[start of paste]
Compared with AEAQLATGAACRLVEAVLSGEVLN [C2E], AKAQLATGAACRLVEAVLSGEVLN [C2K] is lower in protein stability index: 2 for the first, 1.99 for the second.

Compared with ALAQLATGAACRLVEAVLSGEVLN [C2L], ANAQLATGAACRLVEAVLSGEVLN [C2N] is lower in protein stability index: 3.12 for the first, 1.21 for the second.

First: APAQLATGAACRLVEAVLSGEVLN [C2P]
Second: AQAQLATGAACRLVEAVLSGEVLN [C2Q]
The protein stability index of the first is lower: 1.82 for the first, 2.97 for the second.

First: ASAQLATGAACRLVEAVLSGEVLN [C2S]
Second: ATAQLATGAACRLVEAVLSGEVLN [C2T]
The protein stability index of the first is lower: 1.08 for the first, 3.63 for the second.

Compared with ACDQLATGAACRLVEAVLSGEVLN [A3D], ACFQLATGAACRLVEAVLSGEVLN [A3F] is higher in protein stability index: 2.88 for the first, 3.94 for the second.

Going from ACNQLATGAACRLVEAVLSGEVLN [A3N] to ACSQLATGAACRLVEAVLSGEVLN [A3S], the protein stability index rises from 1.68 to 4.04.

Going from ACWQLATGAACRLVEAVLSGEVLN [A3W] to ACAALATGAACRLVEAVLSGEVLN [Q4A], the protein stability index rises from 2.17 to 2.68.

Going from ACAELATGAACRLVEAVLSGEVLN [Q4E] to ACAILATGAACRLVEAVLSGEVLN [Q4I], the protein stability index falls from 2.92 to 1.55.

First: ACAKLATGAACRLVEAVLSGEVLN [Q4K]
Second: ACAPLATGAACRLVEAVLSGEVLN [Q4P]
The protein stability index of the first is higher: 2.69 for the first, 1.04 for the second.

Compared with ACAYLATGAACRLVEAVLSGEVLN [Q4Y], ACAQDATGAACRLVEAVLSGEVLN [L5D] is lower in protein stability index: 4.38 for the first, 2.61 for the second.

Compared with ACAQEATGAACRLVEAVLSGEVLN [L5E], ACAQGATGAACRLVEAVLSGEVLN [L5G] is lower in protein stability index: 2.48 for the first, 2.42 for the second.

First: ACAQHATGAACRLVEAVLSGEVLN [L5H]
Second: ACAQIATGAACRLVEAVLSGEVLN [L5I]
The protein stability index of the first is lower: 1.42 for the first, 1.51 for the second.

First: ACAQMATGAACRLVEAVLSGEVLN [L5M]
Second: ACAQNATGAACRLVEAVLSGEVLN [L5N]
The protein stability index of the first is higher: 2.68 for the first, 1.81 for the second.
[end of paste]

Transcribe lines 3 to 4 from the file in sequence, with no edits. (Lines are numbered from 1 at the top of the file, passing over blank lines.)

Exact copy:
First: APAQLATGAACRLVEAVLSGEVLN [C2P]
Second: AQAQLATGAACRLVEAVLSGEVLN [C2Q]